# Use wtmp(5) to record client connections and disconnections.
# TAG: bcrelay
# Turns on broadcast relay to clients from interface
bcrelay eth0
# TAG: localip
# TAG: remoteip
# Specifies the local and remote IP address ranges.
# Any addresses work as long as the local machine takes care of the
# routing. But if you want to use MS-Windows networking, you should
# use IP addresses out of the LAN address space and use the proxyarp
# option in the pppd options file, or run bcrelay.
# You can specify single IP addresses seperated by commas or you can
# specify ranges, or both. For example:
# 1. No spaces are permitted between commas or within addresses.
# 2. If you give more IP addresses than MAX_CONNECTIONS, it will
# start at the beginning of the list and go until it gets
# MAX_CONNECTIONS IPs. Others will be ignored.
# 3. No shortcuts in ranges! ie. 234-8 does not mean 234 to 238,
# you must type 234-238 if you mean this.
# 4. If you give a single localIP, that’s ok – all local IPs will
# be set to the given one. You MUST still give at least one remote
# IP for each simultaneous client.
# (Recommended)
# or
gedit /etc/ppp/chap-secrets

# Secrets for authentication using CHAP
# client server secret IP addresses
username pptpd password *
/etc/init.d/pptpd restart

Create a new document in /etc/init.d/ by doing
touch /etc/init.d/ipv4pptpd

Edit the document with
gedit /etc/init.d/ipv4pptpd

and insert the following text:
# Provides: IPV4PPTPD
# Required-Start: $remote_fs $syslog
# Required-Stop: $remote_fs $syslog
# Default-Start: 2 3 4 5
# Default-Stop: 0 1 6
# Short-Description: Start daemon at boot time
# Description: Enable service provided by daemon.

#From debiantutorials.com/installing-and-configuring-pptp-vpn-server-on-lenny/
echo 1 > /proc/sys/net/ipv4/ip_forward
iptables -t nat -A POSTROUTING -o eth0 -j MASQUERADE
update-rc.d ipv4pptpd defaults

Either reboot the machine so that the new routing tables are used, or type
sh /etc/init.d/ipv4pptpd

to start those tables.

uPNP DLNA MEDIA Server: Mediatomb
Open up Terminal.
sudo su

so that we have root control. The password you used when setting up the Ubuntu user account will work for this.
To install the software package type:
sudo apt-get install mediatomb


Edit the config.xml to set up your own username, disable username requirements, add transcoders, and to enable Playstation3 requirements for playback. This can be done with:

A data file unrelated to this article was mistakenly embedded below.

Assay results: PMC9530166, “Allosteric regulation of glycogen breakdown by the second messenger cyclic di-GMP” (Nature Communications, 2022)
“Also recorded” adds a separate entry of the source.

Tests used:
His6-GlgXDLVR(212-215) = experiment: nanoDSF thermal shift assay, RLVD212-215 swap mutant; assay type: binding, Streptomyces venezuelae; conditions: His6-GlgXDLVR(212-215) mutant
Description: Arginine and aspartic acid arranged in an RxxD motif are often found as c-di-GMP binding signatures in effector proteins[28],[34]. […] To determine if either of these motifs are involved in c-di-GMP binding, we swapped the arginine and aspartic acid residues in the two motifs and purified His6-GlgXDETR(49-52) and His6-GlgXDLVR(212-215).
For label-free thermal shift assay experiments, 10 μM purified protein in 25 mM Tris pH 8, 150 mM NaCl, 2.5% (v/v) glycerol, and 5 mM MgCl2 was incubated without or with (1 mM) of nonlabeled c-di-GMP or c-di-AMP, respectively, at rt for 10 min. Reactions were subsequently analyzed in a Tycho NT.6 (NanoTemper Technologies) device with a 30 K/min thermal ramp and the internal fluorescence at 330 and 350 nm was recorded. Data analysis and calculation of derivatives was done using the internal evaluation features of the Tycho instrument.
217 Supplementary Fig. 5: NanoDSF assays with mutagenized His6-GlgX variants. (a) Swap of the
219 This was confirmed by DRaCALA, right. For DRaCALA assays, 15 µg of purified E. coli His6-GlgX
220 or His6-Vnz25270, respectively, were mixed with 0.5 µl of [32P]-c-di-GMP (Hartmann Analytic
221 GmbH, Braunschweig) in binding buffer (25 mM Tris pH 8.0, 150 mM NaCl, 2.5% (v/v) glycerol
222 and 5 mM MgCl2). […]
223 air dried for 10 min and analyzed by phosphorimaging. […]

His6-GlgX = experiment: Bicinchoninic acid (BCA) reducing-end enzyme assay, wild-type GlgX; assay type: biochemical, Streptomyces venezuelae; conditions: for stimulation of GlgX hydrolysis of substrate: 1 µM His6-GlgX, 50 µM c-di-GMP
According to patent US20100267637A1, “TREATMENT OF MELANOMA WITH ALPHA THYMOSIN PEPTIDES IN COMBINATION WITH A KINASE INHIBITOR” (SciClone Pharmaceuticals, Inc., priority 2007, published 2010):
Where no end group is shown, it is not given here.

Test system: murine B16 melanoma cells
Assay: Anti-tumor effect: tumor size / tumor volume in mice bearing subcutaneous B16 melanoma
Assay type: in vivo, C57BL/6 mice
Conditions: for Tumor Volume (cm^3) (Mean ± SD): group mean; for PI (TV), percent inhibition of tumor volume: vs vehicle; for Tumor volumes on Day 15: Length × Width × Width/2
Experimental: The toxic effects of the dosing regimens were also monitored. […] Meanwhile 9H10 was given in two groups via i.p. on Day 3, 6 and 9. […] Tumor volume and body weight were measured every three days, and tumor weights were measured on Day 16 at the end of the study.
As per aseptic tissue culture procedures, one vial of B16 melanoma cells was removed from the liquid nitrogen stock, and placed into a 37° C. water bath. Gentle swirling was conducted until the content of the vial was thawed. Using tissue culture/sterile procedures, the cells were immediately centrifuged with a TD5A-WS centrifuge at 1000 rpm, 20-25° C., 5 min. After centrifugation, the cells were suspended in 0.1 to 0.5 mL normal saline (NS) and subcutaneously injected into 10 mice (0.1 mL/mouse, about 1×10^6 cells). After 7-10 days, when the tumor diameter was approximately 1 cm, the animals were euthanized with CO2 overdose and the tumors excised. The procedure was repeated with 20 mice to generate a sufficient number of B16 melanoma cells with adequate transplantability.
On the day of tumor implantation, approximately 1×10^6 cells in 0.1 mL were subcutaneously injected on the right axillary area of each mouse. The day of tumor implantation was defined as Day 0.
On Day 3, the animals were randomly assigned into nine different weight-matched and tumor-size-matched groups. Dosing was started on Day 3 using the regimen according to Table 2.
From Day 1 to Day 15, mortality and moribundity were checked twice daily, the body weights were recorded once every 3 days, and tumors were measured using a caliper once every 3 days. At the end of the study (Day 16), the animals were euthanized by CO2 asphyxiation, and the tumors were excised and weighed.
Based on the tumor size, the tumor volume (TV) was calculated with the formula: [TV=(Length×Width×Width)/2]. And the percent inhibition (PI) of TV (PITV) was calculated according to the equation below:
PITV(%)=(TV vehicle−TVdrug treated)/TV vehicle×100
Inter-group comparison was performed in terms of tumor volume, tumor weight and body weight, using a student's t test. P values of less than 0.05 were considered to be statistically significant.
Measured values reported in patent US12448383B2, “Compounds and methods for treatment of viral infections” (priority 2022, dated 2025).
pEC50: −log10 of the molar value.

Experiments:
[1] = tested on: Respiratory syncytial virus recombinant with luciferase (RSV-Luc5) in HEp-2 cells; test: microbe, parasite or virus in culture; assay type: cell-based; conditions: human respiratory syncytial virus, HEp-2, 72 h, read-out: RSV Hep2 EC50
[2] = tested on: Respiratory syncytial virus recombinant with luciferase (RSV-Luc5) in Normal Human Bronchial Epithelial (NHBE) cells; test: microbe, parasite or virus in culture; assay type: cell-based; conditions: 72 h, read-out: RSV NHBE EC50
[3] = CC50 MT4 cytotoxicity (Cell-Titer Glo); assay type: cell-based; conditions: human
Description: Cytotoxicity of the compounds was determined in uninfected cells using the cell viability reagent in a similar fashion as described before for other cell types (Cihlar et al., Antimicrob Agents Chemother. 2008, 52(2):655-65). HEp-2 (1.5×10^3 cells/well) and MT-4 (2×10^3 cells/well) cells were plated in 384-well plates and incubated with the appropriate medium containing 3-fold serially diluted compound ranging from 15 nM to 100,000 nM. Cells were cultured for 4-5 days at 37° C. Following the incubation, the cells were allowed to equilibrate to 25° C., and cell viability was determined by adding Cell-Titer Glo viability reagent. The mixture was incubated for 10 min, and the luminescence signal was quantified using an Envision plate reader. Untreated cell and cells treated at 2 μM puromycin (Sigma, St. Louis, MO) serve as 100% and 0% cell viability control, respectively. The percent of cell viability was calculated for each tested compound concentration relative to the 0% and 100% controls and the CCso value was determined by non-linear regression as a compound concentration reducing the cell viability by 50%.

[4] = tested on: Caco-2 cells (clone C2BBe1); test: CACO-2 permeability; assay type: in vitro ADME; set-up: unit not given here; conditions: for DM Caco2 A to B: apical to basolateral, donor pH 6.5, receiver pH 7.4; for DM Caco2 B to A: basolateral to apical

gedit /etc/mediatomb/config.xml

Bittorrent Server: Transmission
Open up Terminal.
sudo su

so that we have root control. The password you used when setting up the Ubuntu user account will work for this.
To install the software package type:
sudo apt-get install transmission-daemon

We cannot modify the settings with this process running. Type
/etc/initi.d/transmission-daemon stop

Modify the settings of the settings.json to fit your needs. Make sure to use the CORRECT paths for your setup. Mine are within a heirarchy of /mnt/torrents/. My customizations of choice are:
“alt-speed-down”: 950,
“alt-speed-enabled”: false,
“alt-speed-time-begin”: 1,
“alt-speed-time-day”: 127,
“alt-speed-time-enabled”: true,
“alt-speed-time-end”: 585,
“alt-speed-up”: 1,
“bind-address-ipv4″: “″,
“bind-address-ipv6″: “::”,
“blocklist-enabled”: true,
“blocklist-url”: “http://www.bluetack.co.uk/config/level1.gz”,
“cache-size-mb”: 2,
“dht-enabled”: true,
“download-dir”: “/mnt/torrents/Downloads/”,
“download-queue-enabled”: true,
“download-queue-size”: 5,
“encryption”: 2,
“idle-seeding-limit”: 5,
“idle-seeding-limit-enabled”: true,
“incomplete-dir”: “/mnt/torrents/Incomplete/”,
“incomplete-dir-enabled”: true,
“lazy-bitfield-enabled”: true,
“lpd-enabled”: false,
“message-level”: 2,
“open-file-limit”: 4,
“peer-congestion-algorithm”: “”,
“peer-limit-global”: 240,
“peer-limit-per-torrent”: 60,
“peer-port”: 51413,
“peer-port-random-high”: 65535,
“peer-port-random-low”: 49152,
“peer-port-random-on-start”: false,
“peer-socket-tos”: “default”,